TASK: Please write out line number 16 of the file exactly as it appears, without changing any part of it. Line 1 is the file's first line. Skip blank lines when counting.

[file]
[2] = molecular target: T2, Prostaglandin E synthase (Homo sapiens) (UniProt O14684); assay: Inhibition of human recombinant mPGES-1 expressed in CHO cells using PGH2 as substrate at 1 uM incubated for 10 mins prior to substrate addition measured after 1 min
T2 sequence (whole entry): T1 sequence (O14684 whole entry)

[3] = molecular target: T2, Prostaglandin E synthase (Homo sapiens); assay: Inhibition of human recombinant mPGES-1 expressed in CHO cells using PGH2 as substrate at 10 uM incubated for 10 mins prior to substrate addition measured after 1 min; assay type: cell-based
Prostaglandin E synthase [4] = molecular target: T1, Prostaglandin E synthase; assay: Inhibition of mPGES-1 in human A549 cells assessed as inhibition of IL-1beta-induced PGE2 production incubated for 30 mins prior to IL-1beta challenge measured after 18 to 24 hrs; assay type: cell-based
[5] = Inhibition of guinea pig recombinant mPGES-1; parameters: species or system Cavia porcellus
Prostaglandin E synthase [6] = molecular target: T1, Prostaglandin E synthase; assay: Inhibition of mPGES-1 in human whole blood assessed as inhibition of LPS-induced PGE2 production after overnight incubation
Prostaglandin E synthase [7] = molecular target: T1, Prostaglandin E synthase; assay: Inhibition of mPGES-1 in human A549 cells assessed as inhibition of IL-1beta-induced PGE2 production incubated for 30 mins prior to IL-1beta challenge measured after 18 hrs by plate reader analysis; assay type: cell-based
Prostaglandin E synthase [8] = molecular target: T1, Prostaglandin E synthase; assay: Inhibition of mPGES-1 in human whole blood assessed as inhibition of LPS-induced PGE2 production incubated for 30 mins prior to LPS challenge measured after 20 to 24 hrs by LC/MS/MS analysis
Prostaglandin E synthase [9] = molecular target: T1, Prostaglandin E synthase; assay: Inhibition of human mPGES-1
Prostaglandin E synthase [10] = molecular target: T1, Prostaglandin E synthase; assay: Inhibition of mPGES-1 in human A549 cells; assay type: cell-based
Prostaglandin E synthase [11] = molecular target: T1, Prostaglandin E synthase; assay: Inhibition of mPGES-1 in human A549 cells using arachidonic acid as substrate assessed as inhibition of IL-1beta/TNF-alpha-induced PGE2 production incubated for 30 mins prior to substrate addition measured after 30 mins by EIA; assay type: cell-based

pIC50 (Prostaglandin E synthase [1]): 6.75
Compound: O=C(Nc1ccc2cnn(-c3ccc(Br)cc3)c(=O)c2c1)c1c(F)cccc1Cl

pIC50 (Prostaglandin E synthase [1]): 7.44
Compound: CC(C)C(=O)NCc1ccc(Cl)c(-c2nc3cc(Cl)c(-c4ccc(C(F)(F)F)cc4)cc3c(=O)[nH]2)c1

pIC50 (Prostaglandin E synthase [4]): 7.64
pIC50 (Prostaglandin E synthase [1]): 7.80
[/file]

pIC50 (Prostaglandin E synthase [4]): 7.64